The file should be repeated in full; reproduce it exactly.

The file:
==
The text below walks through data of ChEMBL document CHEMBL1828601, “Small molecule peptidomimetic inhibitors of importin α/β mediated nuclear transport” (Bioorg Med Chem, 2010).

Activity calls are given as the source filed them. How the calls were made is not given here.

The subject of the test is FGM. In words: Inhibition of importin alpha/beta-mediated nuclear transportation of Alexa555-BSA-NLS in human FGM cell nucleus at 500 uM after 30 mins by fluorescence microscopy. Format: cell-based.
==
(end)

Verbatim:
The text below walks through data of ChEMBL document CHEMBL1828601, “Small molecule peptidomimetic inhibitors of importin α/β mediated nuclear transport” (Bioorg Med Chem, 2010).

Activity calls are given as the source filed them. How the calls were made is not given here.

The subject of the test is FGM. In words: Inhibition of importin alpha/beta-mediated nuclear transportation of Alexa555-BSA-NLS in human FGM cell nucleus at 500 uM after 30 mins by fluorescence microscopy. Format: cell-based.